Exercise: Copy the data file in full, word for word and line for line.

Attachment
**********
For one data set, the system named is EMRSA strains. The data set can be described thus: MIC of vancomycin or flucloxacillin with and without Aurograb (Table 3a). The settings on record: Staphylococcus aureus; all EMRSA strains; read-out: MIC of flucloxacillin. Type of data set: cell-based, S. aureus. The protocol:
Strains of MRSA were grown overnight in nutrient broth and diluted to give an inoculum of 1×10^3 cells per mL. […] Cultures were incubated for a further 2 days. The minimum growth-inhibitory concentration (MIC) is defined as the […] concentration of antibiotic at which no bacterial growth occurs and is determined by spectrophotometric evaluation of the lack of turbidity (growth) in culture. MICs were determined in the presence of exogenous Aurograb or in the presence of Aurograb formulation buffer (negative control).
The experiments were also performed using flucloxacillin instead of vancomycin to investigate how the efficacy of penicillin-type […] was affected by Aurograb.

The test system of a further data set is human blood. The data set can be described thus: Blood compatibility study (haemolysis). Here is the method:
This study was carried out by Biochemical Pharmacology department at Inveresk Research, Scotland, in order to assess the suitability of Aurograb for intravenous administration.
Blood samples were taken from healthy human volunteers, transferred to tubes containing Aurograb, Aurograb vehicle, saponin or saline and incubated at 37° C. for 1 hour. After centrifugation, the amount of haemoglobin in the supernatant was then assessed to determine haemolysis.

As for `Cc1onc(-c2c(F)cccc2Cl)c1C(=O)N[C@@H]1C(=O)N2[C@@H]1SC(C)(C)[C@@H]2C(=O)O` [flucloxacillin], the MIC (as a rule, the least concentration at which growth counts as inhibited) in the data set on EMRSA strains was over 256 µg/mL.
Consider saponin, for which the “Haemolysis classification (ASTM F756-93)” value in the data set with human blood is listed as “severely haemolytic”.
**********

For one data set, the system named is EMRSA strains. The data set can be described thus: MIC of vancomycin or flucloxacillin with and without Aurograb (Table 3a). The settings on record: Staphylococcus aureus; all EMRSA strains; read-out: MIC of flucloxacillin. Type of data set: cell-based, S. aureus. The protocol:
Strains of MRSA were grown overnight in nutrient broth and diluted to give an inoculum of 1×10^3 cells per mL. […] Cultures were incubated for a further 2 days. The minimum growth-inhibitory concentration (MIC) is defined as the […] concentration of antibiotic at which no bacterial growth occurs and is determined by spectrophotometric evaluation of the lack of turbidity (growth) in culture. MICs were determined in the presence of exogenous Aurograb or in the presence of Aurograb formulation buffer (negative control).
The experiments were also performed using flucloxacillin instead of vancomycin to investigate how the efficacy of penicillin-type […] was affected by Aurograb.

The test system of a further data set is human blood. The data set can be described thus: Blood compatibility study (haemolysis). Here is the method:
This study was carried out by Biochemical Pharmacology department at Inveresk Research, Scotland, in order to assess the suitability of Aurograb for intravenous administration.
Blood samples were taken from healthy human volunteers, transferred to tubes containing Aurograb, Aurograb vehicle, saponin or saline and incubated at 37° C. for 1 hour. After centrifugation, the amount of haemoglobin in the supernatant was then assessed to determine haemolysis.

As for `Cc1onc(-c2c(F)cccc2Cl)c1C(=O)N[C@@H]1C(=O)N2[C@@H]1SC(C)(C)[C@@H]2C(=O)O` [flucloxacillin], the MIC (as a rule, the least concentration at which growth counts as inhibited) in the data set on EMRSA strains was over 256 µg/mL.
Consider saponin, for which the “Haemolysis classification (ASTM F756-93)” value in the data set with human blood is listed as “severely haemolytic”.